Scotland's health and social care services are entering a period of unprecedented change that will underpin our vision of enhanced quality, improved efficiency and financial sustainability as we strive to address the challenges of demographic change and rising demands on public services. Our plans for integration of planning and delivery of services can provide real and tangible benefits for providers and users of services as we strengthen our commitment to person- and family-centred services and enhance support for carers.
The achievement of our ambitions will largely depend on leaders and practitioners working together and employing strategies to manage demand, prevent dependency and support individuals and their families to live healthy fulfilling lives at home, or in a homely setting, for as long as possible. Rehabilitation, enablement and self-management approaches will play a central role in underpinning this transformation, which will be realised in the way we support individuals and communities to be strong, resilient and in so doing shift the paradigm away from over-reliance on hospitals and professional interventions.
Allied Health Professionals (AHPs) are a vital part of this paradigmatic shift. They are the only professions expert in rehabilitation at the point of registration and bring a different perspective to the planning and delivery of services. They are uniquely placed to exploit their expertise in rehabilitation/enablement and leadership across health and social care and to drive integration at the point of care.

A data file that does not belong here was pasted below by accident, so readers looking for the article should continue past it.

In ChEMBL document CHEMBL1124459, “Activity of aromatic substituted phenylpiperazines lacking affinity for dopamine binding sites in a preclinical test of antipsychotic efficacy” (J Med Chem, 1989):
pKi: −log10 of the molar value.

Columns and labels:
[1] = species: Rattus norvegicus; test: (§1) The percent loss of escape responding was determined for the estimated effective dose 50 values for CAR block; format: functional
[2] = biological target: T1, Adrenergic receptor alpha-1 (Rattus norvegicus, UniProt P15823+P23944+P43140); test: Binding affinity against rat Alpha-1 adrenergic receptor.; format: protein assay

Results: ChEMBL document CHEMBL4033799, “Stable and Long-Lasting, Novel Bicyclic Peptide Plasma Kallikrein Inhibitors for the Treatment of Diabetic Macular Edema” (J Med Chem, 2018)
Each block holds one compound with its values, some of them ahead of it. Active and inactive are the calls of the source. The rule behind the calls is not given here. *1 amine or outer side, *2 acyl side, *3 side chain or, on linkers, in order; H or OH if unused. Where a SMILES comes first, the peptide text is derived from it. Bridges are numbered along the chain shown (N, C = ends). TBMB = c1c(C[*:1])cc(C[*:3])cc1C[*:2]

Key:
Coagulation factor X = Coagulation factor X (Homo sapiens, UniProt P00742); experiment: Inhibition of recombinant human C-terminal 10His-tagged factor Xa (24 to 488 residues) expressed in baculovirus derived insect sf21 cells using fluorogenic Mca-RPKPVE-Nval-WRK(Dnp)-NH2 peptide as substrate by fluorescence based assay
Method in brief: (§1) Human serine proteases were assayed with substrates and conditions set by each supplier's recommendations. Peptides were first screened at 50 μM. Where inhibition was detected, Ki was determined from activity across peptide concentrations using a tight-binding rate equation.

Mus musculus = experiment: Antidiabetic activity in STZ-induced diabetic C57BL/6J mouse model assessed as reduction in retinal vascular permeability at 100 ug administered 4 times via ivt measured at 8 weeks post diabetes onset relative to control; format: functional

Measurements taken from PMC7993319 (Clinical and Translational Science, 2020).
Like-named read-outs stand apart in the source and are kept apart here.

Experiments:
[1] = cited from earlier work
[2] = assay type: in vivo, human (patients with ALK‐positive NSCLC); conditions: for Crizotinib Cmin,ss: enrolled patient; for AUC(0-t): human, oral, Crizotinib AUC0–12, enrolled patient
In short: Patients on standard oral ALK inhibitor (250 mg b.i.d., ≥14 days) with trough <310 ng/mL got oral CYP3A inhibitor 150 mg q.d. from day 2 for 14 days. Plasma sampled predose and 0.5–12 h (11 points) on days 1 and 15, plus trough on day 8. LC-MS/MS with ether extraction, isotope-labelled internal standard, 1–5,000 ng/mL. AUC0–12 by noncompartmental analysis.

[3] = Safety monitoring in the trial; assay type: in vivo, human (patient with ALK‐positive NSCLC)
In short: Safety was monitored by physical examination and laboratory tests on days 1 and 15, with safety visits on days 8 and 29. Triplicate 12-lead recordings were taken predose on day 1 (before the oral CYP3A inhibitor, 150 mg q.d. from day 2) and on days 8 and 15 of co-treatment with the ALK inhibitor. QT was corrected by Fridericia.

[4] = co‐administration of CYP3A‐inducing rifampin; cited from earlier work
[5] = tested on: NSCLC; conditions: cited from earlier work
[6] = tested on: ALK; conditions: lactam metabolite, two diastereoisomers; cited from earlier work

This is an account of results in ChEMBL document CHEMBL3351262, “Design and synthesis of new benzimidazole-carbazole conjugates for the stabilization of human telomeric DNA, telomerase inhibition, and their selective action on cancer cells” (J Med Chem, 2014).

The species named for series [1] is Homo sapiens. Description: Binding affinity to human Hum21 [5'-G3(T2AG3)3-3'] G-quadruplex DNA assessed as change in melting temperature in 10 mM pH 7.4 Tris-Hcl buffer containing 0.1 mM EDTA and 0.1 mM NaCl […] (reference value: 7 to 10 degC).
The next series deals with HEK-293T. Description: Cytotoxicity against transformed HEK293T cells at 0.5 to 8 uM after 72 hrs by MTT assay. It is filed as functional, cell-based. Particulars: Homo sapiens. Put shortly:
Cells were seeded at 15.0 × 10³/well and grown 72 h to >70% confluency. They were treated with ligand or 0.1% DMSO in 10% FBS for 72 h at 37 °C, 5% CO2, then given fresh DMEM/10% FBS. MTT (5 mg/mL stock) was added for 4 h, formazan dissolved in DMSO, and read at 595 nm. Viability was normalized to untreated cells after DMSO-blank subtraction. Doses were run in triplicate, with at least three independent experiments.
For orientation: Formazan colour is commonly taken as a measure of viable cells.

While I am aware that AHPs practice across all age groups and specialties, our immediate priorities and challenges focus on meeting the growing needs of the older population, those with long-term conditions and people with dementia, who are among the most frequent users of acute care services. AHPs can make an immediate impact on the lives of these individuals, and also ensure resources are used to best effect, by preventing unnecessary admissions to hospital and providing alternative pathways to secondary care referral.
I would encourage chief executives and leaders across health and social care to utilise AHP expertise to the full as we work to deliver our shared national outcomes, with which the National AHP Delivery Plan will be explicitly aligned. I wholeheartedly believe that raising the visibility, accountability and impact of AHPs within health and social care partnerships will benefit all concerned.
Much success has already been achieved through the development of AHP strategic leadership in NHSScotland. I now fully expect AHP directors to strengthen their contribution to the planning and delivery of health and social care services, including use of the Change Fund, to bring new solutions and approaches to these challenges and to drive the development of enabling approaches that will help us fully to realise our vision for Scotland's population.
Michael Matheson, MSP
Minister for Public Health
Email: Susan Malcolm
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